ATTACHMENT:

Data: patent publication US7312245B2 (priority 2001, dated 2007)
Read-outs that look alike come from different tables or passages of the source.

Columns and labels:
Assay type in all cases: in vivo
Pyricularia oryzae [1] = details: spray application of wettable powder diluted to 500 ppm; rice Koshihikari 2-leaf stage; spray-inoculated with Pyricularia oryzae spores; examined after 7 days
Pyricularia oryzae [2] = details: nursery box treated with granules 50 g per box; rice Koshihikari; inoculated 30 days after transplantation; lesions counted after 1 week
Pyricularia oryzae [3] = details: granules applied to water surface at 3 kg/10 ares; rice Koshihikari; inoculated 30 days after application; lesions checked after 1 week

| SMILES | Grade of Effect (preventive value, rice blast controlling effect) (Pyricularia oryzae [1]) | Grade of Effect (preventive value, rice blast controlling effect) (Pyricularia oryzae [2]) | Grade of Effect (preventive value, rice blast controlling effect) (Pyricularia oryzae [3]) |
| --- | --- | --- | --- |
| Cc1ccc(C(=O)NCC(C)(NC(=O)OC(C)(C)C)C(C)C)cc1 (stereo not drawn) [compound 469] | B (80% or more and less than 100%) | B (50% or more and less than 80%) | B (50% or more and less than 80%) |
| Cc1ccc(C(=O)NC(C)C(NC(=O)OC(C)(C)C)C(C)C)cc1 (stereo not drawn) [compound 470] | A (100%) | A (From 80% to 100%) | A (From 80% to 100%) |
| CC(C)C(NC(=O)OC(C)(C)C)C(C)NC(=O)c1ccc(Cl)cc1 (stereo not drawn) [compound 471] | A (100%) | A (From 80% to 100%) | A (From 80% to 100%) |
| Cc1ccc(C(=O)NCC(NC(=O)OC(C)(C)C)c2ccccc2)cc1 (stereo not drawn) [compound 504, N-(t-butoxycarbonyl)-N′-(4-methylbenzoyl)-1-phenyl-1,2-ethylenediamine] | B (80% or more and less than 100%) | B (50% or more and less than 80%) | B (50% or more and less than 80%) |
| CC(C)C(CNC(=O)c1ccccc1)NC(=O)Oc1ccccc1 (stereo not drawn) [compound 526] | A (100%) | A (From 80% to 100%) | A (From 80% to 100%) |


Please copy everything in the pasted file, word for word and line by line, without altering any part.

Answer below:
Data: patent publication US7312245B2 (priority 2001, dated 2007)
Read-outs that look alike come from different tables or passages of the source.

Columns and labels:
Assay type in all cases: in vivo
Pyricularia oryzae [1] = details: spray application of wettable powder diluted to 500 ppm; rice Koshihikari 2-leaf stage; spray-inoculated with Pyricularia oryzae spores; examined after 7 days
Pyricularia oryzae [2] = details: nursery box treated with granules 50 g per box; rice Koshihikari; inoculated 30 days after transplantation; lesions counted after 1 week
Pyricularia oryzae [3] = details: granules applied to water surface at 3 kg/10 ares; rice Koshihikari; inoculated 30 days after application; lesions checked after 1 week

| SMILES | Grade of Effect (preventive value, rice blast controlling effect) (Pyricularia oryzae [1]) | Grade of Effect (preventive value, rice blast controlling effect) (Pyricularia oryzae [2]) | Grade of Effect (preventive value, rice blast controlling effect) (Pyricularia oryzae [3]) |
| --- | --- | --- | --- |
| Cc1ccc(C(=O)NCC(C)(NC(=O)OC(C)(C)C)C(C)C)cc1 (stereo not drawn) [compound 469] | B (80% or more and less than 100%) | B (50% or more and less than 80%) | B (50% or more and less than 80%) |
| Cc1ccc(C(=O)NC(C)C(NC(=O)OC(C)(C)C)C(C)C)cc1 (stereo not drawn) [compound 470] | A (100%) | A (From 80% to 100%) | A (From 80% to 100%) |
| CC(C)C(NC(=O)OC(C)(C)C)C(C)NC(=O)c1ccc(Cl)cc1 (stereo not drawn) [compound 471] | A (100%) | A (From 80% to 100%) | A (From 80% to 100%) |
| Cc1ccc(C(=O)NCC(NC(=O)OC(C)(C)C)c2ccccc2)cc1 (stereo not drawn) [compound 504, N-(t-butoxycarbonyl)-N′-(4-methylbenzoyl)-1-phenyl-1,2-ethylenediamine] | B (80% or more and less than 100%) | B (50% or more and less than 80%) | B (50% or more and less than 80%) |
| CC(C)C(CNC(=O)c1ccccc1)NC(=O)Oc1ccccc1 (stereo not drawn) [compound 526] | A (100%) | A (From 80% to 100%) | A (From 80% to 100%) |